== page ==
The AMC Gremlin is a subcompact car from American Motors Corporation, introduced as a 1970½ model and produced through the 1978 model year. AMC reduced development and manufacturing costs by adapting a shortened compact Hornet platform with Kammback-like tail producing what was described at its introduction as "the first American-built import".
The AMC Gremlin was introduced April 1, 1970 competing with the Chevrolet Vega and Ford Pinto introduced six months later, as well as imported cars including the VW Beetle and the Toyota Corona. The Gremlin would become American Motors' best-selling passenger car since the Rambler Classic. From April 1970 through 1978, a total of 671,475 Gremlins were built in the United States and Canada. With a mild body restyling, the basic design continued with the AMC Spirit and the all-wheel-drive AMC Eagle until 1983.
For the 1973 model year, AMC introduced stronger bumpers able to withstand a 5-mile-per-hour (8 km/h) impact in the front and a 2.5-mile-per-hour (4 km/h) impact in the rear, to meet new safety mandates by the U.S. National Highway Traffic Safety Administration (NHTSA). Gremlins also received the option of a Levi's interior trim package, which included spun nylon upholstery made to look like denim (fire safety regulations prohibited the use of real cotton denim). Details included removable map pockets, burnished copper denim rivets, and red Levi's logo tabs. One notable and widely appreciated change was the increase in legroom in the rear seats. The X package received a new tape-striping pattern that emphasized the Gremlin's rear wheel flares by kicking up over the flare itself.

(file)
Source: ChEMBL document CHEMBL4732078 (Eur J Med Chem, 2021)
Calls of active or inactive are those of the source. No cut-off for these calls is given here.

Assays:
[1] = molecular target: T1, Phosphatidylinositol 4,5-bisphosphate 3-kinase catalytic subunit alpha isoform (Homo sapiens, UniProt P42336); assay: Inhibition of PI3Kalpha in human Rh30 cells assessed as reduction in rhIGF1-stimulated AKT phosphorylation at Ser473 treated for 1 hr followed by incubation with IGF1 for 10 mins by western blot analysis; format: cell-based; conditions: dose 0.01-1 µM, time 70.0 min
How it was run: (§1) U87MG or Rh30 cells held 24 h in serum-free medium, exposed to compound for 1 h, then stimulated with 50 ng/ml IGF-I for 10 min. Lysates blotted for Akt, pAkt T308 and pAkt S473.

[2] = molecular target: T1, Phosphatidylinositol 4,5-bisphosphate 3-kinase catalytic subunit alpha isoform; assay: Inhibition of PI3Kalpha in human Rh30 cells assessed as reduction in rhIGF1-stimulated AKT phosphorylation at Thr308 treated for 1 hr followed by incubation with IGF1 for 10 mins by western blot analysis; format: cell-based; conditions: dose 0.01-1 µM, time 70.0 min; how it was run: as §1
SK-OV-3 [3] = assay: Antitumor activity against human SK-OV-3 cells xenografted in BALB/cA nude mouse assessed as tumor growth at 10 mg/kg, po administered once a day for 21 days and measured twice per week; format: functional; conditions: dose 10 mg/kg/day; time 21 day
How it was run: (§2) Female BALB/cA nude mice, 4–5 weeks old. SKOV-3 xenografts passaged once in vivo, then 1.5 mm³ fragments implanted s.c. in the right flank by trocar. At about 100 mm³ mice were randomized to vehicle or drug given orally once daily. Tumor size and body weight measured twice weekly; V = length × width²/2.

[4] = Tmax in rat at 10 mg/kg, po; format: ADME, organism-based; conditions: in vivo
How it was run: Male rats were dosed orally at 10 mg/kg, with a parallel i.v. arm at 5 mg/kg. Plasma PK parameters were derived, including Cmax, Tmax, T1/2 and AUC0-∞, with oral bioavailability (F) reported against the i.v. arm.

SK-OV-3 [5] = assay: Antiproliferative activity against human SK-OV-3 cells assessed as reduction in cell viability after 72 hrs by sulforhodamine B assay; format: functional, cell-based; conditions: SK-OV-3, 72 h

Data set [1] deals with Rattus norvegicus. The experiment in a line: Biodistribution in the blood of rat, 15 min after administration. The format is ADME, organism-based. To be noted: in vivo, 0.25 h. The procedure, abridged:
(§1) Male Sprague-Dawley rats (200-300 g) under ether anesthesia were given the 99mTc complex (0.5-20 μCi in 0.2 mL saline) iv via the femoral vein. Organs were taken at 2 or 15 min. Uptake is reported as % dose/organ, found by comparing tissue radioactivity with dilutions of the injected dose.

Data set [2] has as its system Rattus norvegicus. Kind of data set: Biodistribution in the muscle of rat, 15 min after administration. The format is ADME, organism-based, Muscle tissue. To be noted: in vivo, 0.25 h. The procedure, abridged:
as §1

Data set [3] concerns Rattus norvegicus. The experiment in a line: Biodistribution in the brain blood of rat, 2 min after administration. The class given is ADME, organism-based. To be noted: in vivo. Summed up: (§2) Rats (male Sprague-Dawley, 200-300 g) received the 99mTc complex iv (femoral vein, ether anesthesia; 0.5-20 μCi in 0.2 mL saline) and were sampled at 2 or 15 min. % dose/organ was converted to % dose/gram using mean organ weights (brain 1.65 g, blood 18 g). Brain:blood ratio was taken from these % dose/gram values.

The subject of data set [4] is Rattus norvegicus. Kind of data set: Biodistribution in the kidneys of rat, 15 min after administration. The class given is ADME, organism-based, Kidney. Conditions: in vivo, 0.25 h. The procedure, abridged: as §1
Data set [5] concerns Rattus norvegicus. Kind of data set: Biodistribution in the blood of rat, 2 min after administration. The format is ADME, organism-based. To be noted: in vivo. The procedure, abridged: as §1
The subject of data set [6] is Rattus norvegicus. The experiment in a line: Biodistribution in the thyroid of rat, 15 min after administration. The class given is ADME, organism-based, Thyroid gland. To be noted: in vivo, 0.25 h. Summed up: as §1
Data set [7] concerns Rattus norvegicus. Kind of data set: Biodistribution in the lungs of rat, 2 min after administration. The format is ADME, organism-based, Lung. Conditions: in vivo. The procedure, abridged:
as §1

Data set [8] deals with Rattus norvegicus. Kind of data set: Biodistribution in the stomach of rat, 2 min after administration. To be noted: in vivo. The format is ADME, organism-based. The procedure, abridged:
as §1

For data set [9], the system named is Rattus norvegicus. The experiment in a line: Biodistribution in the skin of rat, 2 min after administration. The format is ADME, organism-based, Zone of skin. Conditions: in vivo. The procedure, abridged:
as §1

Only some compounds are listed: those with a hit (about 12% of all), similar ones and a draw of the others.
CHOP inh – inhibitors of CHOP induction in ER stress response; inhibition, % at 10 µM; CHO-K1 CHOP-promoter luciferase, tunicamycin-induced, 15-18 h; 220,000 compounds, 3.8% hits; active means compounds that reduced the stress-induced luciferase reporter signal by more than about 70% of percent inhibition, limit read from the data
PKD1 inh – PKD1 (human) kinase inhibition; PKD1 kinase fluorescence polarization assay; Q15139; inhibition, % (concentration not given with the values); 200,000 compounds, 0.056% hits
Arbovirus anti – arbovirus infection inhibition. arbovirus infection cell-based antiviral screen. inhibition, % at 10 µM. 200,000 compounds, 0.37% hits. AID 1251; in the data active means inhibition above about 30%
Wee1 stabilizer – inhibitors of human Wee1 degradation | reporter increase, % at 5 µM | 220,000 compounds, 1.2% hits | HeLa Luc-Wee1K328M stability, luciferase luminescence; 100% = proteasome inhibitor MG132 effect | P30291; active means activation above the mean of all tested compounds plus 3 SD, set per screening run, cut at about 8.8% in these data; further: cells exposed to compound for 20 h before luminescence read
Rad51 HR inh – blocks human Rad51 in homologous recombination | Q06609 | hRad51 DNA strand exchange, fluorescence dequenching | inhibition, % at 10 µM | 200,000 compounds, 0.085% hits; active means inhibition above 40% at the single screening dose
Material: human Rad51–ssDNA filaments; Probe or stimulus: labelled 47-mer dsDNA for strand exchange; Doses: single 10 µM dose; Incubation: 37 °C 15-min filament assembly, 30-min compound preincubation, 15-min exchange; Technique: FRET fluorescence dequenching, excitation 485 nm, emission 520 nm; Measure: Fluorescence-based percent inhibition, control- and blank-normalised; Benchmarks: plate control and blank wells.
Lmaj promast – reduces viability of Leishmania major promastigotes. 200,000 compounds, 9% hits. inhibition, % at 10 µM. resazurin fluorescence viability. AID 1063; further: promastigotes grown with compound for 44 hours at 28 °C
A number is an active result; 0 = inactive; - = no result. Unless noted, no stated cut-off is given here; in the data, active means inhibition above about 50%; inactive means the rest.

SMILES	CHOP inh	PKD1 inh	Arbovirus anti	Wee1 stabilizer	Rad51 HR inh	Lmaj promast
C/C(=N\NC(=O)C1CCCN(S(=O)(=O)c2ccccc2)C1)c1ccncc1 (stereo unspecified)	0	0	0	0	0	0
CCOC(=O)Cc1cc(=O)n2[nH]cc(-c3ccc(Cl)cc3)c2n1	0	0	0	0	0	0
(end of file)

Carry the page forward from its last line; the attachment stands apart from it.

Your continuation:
Gremlin sales improved again to 122,844 units, nearly 30% more than 1972. A 1973 Gremlin purchased by Consumer Reports was top-rated in a group of six subcompact models tested for the June issue. That car had relatively few sample defects and proved reliable over a long-term test.
Source: Wikipedia, 2011